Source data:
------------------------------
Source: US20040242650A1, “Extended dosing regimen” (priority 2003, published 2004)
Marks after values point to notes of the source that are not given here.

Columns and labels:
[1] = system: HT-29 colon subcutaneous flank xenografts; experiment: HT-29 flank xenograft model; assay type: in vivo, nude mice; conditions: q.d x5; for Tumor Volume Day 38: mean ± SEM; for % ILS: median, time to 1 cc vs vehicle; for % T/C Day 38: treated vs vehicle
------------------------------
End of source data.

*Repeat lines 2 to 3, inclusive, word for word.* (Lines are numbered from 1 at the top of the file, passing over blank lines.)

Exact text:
Marks after values point to notes of the source that are not given here.

Columns and labels: